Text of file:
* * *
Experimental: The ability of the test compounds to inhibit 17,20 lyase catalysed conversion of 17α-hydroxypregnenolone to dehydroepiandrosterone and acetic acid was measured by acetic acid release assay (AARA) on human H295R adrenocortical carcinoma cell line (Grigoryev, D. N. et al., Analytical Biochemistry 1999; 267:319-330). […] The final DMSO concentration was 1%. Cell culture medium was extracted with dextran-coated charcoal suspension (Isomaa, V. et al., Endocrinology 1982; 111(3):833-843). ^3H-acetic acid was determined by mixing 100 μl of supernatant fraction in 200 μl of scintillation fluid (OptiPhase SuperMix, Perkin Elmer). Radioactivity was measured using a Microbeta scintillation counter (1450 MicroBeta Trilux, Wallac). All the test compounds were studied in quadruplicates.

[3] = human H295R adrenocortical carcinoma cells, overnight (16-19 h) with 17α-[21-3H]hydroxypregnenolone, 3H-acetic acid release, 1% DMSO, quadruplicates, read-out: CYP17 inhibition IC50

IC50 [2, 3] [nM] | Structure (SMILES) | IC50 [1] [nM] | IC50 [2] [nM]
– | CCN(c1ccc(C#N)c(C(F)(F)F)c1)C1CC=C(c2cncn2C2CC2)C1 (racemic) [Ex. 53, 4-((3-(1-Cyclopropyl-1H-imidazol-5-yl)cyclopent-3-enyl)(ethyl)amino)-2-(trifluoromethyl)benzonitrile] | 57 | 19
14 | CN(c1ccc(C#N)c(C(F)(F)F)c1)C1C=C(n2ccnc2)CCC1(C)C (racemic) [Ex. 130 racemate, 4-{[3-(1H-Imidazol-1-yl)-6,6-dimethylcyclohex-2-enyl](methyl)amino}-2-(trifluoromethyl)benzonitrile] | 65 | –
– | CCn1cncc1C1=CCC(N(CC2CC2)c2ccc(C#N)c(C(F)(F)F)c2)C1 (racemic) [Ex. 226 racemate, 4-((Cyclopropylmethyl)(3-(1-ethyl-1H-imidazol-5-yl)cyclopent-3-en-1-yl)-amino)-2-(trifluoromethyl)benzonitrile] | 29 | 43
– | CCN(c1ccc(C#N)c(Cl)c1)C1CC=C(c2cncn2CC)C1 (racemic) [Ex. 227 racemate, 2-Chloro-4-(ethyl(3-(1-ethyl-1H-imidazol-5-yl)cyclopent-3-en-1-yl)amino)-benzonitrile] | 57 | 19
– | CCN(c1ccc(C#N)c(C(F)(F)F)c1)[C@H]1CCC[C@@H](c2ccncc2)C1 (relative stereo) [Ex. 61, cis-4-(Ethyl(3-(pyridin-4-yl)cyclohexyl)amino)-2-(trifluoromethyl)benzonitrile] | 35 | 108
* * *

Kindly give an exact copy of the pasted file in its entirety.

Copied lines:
Experimental: The ability of the test compounds to inhibit 17,20 lyase catalysed conversion of 17α-hydroxypregnenolone to dehydroepiandrosterone and acetic acid was measured by acetic acid release assay (AARA) on human H295R adrenocortical carcinoma cell line (Grigoryev, D. N. et al., Analytical Biochemistry 1999; 267:319-330). […] The final DMSO concentration was 1%. Cell culture medium was extracted with dextran-coated charcoal suspension (Isomaa, V. et al., Endocrinology 1982; 111(3):833-843). ^3H-acetic acid was determined by mixing 100 μl of supernatant fraction in 200 μl of scintillation fluid (OptiPhase SuperMix, Perkin Elmer). Radioactivity was measured using a Microbeta scintillation counter (1450 MicroBeta Trilux, Wallac). All the test compounds were studied in quadruplicates.

[3] = human H295R adrenocortical carcinoma cells, overnight (16-19 h) with 17α-[21-3H]hydroxypregnenolone, 3H-acetic acid release, 1% DMSO, quadruplicates, read-out: CYP17 inhibition IC50

IC50 [2, 3] [nM] | Structure (SMILES) | IC50 [1] [nM] | IC50 [2] [nM]
– | CCN(c1ccc(C#N)c(C(F)(F)F)c1)C1CC=C(c2cncn2C2CC2)C1 (racemic) [Ex. 53, 4-((3-(1-Cyclopropyl-1H-imidazol-5-yl)cyclopent-3-enyl)(ethyl)amino)-2-(trifluoromethyl)benzonitrile] | 57 | 19
14 | CN(c1ccc(C#N)c(C(F)(F)F)c1)C1C=C(n2ccnc2)CCC1(C)C (racemic) [Ex. 130 racemate, 4-{[3-(1H-Imidazol-1-yl)-6,6-dimethylcyclohex-2-enyl](methyl)amino}-2-(trifluoromethyl)benzonitrile] | 65 | –
– | CCn1cncc1C1=CCC(N(CC2CC2)c2ccc(C#N)c(C(F)(F)F)c2)C1 (racemic) [Ex. 226 racemate, 4-((Cyclopropylmethyl)(3-(1-ethyl-1H-imidazol-5-yl)cyclopent-3-en-1-yl)-amino)-2-(trifluoromethyl)benzonitrile] | 29 | 43
– | CCN(c1ccc(C#N)c(Cl)c1)C1CC=C(c2cncn2CC)C1 (racemic) [Ex. 227 racemate, 2-Chloro-4-(ethyl(3-(1-ethyl-1H-imidazol-5-yl)cyclopent-3-en-1-yl)amino)-benzonitrile] | 57 | 19
– | CCN(c1ccc(C#N)c(C(F)(F)F)c1)[C@H]1CCC[C@@H](c2ccncc2)C1 (relative stereo) [Ex. 61, cis-4-(Ethyl(3-(pyridin-4-yl)cyclohexyl)amino)-2-(trifluoromethyl)benzonitrile] | 35 | 108